US Commerce Secretary Wilbur Ross talks a hard line on trade ahead of China visit

Wilbur Ross speaking at the Milken Institute 21st Global Conference in Beverly Hills, California.
Wilbur Ross speaking at the Milken Institute 21st Global Conference in Beverly Hills, California.PHOTO: REUTERS

LOS ANGELES - The United States is willing to take a little pain in a trade war with China if that is what it takes to get China to change, United States Commerce Secretary Wilbur Ross said on Tuesday (May 1).

“If you don’t take some risks and you don’t show you are willing to absorb a little bit of pain how on Earth are you going to get things changed,”  Mr Ross said at the Milken Global conference on the eve of a visit to China on Thursday.

“If you just do nothing we know how that turns out… more and more trade deficit, that's not acceptable to this administration,” he added.

Mr Ross also downplayed speculation on the US contemplating returning to the Trans-Pacific Partnership (TPP) – the 12-nation trade pact that President Donald Trump withdrew the US from soon after taking office.

Subsequently the TPP became the CPTPP, with 11 nations minus the US.

The US had a lot to deal with, Mr Ross said, and there was not enough bandwidth to start negotiating a return to the trade pact. There was also no appetite in Congress for it, he said.

Since Mr Trump has taken office, the US has put tariffs on solar panels, washing machines, aluminium and steel; is renegotiating the North American Free Trade Agreement (Nafta), and has put China on notice to allow more access to American goods and services and open up markets to American companies – which is the goal of Mr Ross’s two-day trip to Beijing.

President Trump has called for a US$100 billion (S$130 billion) reduction in America’s US$375 billion trade deficit with China. Specific asks include a reduction in China’s tariffs on American autos, and freeing American companies in China from onerous joint venture and tech transfer rules.

China in turn could retaliate against American farmers, hitting Mr Trump’s political base. China imports commodities like sorghum and soy bean from the US. Asked about the risk to American farmers, Mr Ross said: “It’s a question of choosing your risks. Our trade imbalance has gotten worse so far this year... our imports went up. We are trying to reverse that trend.”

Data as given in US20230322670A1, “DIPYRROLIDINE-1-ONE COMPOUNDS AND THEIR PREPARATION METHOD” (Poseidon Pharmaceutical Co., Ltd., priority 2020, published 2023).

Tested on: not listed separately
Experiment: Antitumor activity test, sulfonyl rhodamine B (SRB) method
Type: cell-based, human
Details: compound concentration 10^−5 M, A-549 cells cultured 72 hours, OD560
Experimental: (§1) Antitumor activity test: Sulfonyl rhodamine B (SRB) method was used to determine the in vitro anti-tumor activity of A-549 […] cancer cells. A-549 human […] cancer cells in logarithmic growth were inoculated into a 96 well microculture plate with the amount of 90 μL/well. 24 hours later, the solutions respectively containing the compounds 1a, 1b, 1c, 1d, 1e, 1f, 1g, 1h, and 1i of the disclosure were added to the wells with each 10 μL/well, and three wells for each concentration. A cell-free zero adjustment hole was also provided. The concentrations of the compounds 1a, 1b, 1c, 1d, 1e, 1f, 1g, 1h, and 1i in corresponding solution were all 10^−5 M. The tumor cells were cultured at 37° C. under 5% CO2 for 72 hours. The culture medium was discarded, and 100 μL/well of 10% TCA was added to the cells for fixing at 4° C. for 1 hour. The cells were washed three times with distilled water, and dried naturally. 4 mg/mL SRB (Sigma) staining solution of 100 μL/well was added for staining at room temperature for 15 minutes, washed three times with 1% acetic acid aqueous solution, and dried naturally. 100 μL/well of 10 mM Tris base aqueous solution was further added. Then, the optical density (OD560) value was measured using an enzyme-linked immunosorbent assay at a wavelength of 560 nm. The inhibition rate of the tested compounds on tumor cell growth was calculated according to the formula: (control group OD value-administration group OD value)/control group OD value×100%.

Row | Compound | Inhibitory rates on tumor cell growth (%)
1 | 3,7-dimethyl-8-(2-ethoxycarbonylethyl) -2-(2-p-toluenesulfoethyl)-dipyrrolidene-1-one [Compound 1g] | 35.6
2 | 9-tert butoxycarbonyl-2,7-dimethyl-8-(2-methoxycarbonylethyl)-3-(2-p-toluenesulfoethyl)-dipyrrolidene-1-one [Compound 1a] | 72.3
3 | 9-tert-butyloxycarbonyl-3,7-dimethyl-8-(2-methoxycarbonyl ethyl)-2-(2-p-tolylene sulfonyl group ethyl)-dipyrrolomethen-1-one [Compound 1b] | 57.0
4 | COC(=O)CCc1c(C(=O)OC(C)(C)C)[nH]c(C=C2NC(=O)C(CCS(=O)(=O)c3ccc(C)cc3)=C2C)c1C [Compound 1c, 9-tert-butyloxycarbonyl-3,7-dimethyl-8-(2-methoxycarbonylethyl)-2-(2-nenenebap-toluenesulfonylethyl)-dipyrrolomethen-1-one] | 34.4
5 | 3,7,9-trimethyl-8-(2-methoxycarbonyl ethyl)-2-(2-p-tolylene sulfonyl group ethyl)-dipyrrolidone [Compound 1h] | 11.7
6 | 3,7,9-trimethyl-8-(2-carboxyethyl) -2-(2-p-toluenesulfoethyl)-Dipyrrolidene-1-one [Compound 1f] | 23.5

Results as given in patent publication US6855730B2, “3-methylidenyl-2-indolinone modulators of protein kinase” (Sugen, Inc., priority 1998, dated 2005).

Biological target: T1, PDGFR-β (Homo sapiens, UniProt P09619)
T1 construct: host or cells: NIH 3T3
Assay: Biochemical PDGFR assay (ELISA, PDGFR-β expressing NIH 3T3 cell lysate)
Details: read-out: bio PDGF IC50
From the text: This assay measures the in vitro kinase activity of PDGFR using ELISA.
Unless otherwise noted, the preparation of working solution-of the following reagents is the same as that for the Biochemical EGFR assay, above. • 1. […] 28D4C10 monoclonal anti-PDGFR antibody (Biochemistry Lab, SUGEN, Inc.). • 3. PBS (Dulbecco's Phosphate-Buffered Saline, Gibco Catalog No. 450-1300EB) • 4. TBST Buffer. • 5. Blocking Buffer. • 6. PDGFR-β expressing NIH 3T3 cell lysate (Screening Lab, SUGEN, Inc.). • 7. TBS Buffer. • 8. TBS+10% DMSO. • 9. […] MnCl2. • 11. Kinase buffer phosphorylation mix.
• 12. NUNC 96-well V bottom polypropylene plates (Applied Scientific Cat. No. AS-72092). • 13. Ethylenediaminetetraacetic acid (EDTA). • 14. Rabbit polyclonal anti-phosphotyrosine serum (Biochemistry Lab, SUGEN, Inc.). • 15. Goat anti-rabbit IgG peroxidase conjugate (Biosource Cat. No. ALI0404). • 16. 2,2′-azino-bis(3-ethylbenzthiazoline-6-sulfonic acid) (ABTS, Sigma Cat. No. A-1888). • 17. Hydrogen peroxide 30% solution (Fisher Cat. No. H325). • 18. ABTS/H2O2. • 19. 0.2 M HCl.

Separately speaking on CNBC on the sidelines of the conference, Mr Ross he had “some hope” agreements could be reached to resolve trade tensions with China.

But, citing the United States' Section 232 and Section 301 trade investigations, he said Washington was ready to impose tariffs to punish Beijing over its intellectual property practices.

Section 301 deals with intellectual property; Section 232 addresses national security.

The Trump administration says America's domestic steel and aluminium industry has been eroded by cheap imports mostly from China, and it is not good for national security to be dependent on imported steel.

“If we don’t make a negotiated settlement, we will pursue the 232s and impose them, we will pursue the 301 and impose them,” he said. "The purpose of the 232 is to deal with the problem of steel and aluminium, of overcapacity and overproduction on a global basis."

“One way or another, we are going to deal with this recurring problem of trade with China,” Mr Ross told CNBC.

The American delegation to China for two days of talks starting on Thursday, includes Treasury Secretary Steven Mnuchin, US Trade Representative Robert Lighthizer, White House economic adviser Larry Kudlow, and the famously anti-China trade hawk, Dr Peter Navarro.